Kennedy said Moreell went to New York City and recruited skilled construction workers — 75,000 of them in the first couple of months. Eventually the Seabees had almost 400,000 men, causing the Army to scramble to try and find men for their equivalent outfit.
The Seabees were critical in the Pacific Island-hopping campaign, which had been foreseen back in 1919 by Marine Captain Pete Ellis, an eccentric man who, bored after World War I, wrote a paper called “Advanced Fleet Bases in Micronesia.”
The paper “forecast the entire island-hopping Pacific war,” said Kennedy. He wrote about special forces and landing craft — radical innovations at the time.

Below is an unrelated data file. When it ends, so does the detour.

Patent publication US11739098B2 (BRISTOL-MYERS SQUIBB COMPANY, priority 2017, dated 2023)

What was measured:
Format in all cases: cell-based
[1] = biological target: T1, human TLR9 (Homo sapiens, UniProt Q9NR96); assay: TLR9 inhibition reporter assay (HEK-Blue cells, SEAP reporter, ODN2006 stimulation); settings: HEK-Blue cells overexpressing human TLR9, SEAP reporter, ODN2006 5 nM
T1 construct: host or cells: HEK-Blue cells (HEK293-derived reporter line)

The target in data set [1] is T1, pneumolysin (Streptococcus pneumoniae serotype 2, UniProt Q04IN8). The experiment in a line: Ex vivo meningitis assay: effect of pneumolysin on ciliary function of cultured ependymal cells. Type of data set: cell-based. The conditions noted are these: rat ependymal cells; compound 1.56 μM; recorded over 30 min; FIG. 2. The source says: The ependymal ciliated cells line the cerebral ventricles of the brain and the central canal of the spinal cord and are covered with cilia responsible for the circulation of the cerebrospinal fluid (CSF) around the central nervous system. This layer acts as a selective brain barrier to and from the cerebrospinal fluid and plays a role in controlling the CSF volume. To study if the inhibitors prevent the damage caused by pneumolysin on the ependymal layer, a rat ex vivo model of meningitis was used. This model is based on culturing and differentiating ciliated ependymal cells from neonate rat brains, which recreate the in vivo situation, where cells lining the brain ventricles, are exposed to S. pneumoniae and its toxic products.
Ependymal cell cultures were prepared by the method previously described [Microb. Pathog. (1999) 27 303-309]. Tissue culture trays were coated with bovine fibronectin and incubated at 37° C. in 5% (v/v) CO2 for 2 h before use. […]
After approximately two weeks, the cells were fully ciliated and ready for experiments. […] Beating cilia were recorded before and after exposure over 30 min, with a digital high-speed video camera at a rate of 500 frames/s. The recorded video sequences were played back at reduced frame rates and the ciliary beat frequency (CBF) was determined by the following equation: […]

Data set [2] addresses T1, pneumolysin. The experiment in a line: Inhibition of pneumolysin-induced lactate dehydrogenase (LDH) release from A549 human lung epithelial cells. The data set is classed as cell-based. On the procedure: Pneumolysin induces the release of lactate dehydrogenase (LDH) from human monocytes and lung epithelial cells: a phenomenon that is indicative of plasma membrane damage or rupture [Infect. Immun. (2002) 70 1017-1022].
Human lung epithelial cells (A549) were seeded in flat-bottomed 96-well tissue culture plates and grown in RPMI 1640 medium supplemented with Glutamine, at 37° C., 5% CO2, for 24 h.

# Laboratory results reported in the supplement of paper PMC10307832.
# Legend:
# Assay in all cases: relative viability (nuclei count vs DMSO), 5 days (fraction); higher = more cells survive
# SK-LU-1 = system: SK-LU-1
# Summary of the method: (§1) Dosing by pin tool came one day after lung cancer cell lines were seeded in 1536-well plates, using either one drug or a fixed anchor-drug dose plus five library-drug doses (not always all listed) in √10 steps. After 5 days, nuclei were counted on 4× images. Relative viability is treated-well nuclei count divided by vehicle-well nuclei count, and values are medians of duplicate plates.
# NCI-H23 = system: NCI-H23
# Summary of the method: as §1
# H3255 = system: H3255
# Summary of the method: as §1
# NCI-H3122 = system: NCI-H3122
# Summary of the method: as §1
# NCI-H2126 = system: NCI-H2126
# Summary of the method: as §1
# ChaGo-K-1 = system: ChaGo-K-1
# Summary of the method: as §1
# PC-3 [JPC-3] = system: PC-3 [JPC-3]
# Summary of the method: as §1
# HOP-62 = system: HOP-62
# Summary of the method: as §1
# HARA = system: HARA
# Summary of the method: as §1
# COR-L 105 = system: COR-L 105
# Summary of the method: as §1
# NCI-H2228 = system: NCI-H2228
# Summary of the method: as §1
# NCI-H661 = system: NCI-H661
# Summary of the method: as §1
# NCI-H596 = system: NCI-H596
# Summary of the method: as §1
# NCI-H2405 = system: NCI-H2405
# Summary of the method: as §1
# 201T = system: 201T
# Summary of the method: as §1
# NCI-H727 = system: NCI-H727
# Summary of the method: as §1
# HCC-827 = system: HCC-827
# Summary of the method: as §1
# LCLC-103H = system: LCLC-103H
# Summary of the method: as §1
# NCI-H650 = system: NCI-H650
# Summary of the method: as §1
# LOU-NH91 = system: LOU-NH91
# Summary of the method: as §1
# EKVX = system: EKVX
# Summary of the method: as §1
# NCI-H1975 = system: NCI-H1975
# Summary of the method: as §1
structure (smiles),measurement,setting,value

Ellis died young but when World War II came the Marines still had the paper. “Only Marine historians know about Ellis.”
Commanded Desert Rats
Percy Hobart was the first commander of what became the British Seventh Armored Division, or The Desert Rats.
Hobart had insulted a superior officer while stationed in Cairo and, as a result, in the middle of the Battle of Britain he was serving as a corporal in the Home Guard, protecting installations from German aircraft with a .303 rifle.
Kennedy’s mentor-to-be Basil Liddell Hart “writes a piece in the Times on ‘The Shame of Not Using Our Talent.’ Churchill reads it, and gets boiling mad.
“He orders Percy reinstated and gives him an experimental division, not a battalion, to get through Normandy.